It’s been a little over two weeks since Donald Trump essentially kick-started the 2024 presidential campaign by announcing he would run. On Friday, a vote by the Democratic National Committee added a layer of logistical chaos to the race, even if no one has quite realized it yet.
But let’s back up 24 hours. On Thursday, President Biden proposed a surprise change in the order of state presidential primaries.
The plan was described as both “shocking” and “bold.” Some said it came out of nowhere.
Even more surprising, members of the DNC’s Rules and Bylaws Committee then adopted it almost unanimously on Friday afternoon.
For 50 years, the process by which candidates ran for president was the same. They first competed in the Iowa Caucuses and then, usually eight days later, in New Hampshire’s primary. In 1980, South Carolina was added as an early primary voting state and then in 2008, Nevada was elevated to do so. But both contests came after Iowa and New Hampshire and the changes were agreed upon by Republicans and Democrats alike, along with the states which implemented them.
What Biden recommended scraps that history entirely. The new proposed schedule: Put South Carolina first, followed a week later by New Hampshire and Nevada holding primaries on the same day, then a week later by Georgia, then Michigan.
With Biden and the party’s collective stamps of approval, you might think it’s all a done deal. But guess what? The DNC has no power to actually make any of this happen.
These primaries are all run by states. Four of the five states listed have Republican governors. Heck, the state required to make the boldest change, South Carolina, is entirely run by Republicans. And since the GOP has recommended no such changes, if these states, especially Georgia and Michigan, try and move their state primary dates for both political parties they will be in violation of Republican National Committee rules.
As far as Republicans are concerned, they are sticking with the traditional first four states: Iowa, New Hampshire, South Carolina, and Nevada.
Now imagine you have the Democrats saying the New Hampshire primary and the Iowa Caucuses are over, while the GOP counters that they are very still alive. In other words, we may be looking at a self-imposed mess from Biden and the DNC.
To be clear, dumping the duopoly of Iowa and New Hampshire is deeply popular within the Democratic base. There is merit to the argument that neither state represents the party — They are both very white and very rural. And in the case of Iowa, after several years of hiccups, it’s also proven to be a poorly run contest.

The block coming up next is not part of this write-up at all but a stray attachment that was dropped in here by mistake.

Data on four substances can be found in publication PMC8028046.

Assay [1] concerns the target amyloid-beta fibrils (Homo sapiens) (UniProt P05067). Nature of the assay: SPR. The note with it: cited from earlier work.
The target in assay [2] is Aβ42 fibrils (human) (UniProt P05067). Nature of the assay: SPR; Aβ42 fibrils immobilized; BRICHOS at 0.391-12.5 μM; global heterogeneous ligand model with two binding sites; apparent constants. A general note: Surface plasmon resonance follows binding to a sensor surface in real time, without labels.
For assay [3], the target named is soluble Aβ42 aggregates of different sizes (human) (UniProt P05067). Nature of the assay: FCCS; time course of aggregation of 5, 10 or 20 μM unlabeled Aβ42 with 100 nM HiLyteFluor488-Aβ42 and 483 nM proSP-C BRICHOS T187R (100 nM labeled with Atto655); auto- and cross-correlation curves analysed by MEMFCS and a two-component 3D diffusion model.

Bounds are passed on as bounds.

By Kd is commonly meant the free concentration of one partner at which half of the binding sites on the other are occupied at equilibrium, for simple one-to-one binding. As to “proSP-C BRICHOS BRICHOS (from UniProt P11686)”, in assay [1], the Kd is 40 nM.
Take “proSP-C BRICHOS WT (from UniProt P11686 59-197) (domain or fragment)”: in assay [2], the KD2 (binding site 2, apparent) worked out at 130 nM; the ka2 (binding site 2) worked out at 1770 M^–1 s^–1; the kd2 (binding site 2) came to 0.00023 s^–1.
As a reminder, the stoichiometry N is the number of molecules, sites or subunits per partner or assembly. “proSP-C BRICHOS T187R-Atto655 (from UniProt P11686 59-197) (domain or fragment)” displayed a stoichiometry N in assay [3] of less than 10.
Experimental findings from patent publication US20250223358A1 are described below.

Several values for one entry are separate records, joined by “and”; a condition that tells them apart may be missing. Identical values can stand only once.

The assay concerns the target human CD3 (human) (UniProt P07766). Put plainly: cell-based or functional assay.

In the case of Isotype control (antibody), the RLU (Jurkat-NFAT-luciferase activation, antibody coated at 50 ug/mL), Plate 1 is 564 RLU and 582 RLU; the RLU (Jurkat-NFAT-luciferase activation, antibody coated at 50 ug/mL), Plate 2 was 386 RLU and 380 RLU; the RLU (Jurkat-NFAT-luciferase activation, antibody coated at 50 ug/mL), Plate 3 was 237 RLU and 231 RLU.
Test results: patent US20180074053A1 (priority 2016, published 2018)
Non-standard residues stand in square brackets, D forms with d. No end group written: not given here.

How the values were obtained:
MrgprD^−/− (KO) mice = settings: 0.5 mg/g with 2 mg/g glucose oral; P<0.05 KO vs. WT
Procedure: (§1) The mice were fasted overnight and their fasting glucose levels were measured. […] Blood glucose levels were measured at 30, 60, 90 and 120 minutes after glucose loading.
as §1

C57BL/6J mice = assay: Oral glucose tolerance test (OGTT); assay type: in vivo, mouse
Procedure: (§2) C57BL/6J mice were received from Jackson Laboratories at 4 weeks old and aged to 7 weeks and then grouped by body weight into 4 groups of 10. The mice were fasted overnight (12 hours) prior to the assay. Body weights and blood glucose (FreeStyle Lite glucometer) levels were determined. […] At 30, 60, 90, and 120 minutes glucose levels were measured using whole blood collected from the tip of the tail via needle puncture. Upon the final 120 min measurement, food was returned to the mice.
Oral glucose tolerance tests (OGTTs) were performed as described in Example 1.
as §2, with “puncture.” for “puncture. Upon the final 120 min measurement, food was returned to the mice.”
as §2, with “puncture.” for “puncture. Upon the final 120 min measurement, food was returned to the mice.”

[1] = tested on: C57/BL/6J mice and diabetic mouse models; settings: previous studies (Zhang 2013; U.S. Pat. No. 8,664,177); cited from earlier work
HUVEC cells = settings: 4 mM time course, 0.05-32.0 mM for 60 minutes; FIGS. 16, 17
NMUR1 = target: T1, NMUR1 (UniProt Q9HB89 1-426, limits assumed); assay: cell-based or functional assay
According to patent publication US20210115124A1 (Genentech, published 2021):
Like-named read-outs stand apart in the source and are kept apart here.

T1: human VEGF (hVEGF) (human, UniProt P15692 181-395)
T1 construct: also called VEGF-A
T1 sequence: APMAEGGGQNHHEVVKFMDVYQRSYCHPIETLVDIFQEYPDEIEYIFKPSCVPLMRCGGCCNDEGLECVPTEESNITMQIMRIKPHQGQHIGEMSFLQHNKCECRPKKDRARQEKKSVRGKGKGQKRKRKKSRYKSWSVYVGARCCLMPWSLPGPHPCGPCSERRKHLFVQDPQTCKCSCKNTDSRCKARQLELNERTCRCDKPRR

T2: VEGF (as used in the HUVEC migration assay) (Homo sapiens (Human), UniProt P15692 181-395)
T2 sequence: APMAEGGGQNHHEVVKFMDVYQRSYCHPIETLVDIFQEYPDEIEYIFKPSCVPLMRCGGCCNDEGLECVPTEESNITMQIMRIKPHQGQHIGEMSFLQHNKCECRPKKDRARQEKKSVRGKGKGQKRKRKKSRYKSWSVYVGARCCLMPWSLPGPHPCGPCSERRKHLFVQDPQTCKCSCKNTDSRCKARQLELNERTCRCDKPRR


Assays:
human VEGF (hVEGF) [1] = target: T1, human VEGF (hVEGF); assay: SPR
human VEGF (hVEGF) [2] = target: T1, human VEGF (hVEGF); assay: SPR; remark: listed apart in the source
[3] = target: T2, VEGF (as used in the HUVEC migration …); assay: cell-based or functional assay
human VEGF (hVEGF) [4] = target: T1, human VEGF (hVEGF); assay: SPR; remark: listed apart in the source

While states pick the dates of elections and pay for them, there is a role for the national parties in these contests. They alone decide whether the party will accept a slate of delegates to their national convention and how those delegates are selected. If they run the presidential primary debates, as they have only done in the last few presidential cycles, they can decide to punish candidates who campaign in states that don’t follow party rules.
But that is getting ahead of ourselves. The Democrats now essentially have to beg Republicans to do them a solid and agree to the same calendar.
Let’s go step by step.
The DNC rules will require South Carolina to pass a law moving its state primary, at least on the Democratic side. It is very unclear if South Carolina’s Republican-dominated state house will do this, particularly given the short notice and the money it will cost.
Next up are Nevada and New Hampshire.
At the moment, Nevada doesn’t have to change anything. Earlier this year, it passed a law that puts its 2024 presidential primary on the same date the DNC just recommended.
But, in less than a month, Nevada will have inaugurated a new Republican governor. The recommended change also proposes holding the Nevada contest on the same date as the one in New Hampshire and that violates New Hampshire law, which says that the state must hold the nation’s first presidential primary at least seven days before any other similar contest. Add to that the fact that New Hampshire law stipulates that its secretary of state is solely responsible for picking a date, leaving less room for political machinations.
All this is to say that New Hampshire is unlikely to go along with any of this. Instead, the state will probably proceed as follows: Sometime next fall, the secretary of state will announce a primary date after all other state legislatures have gone home, effectively ensuring that it will go first.
So then the questions become, will the candidates show up in New Hampshire? And will the national media treat it as the big deal it has always been?
Then there is Georgia, which also is entirely run by Republicans. On Friday, the DNC committee members, arguing for the recommended changes, gave speeches about how an early Georgia primary will help Democrats organize and win the state in the general election. Why would Republicans want to help Democrats do that?
The last state is the easiest: Michigan. Democrats have all the levers of power in that state, so they can do what they want. But even then it might have to come at a cost. They would have to decouple the Republican and Democratic primaries or risk their Republican primary violating the Republican National Committee rules.
It’s a logistical mess, plain and simple. How it plays out is anyone’s guess. Stay tuned.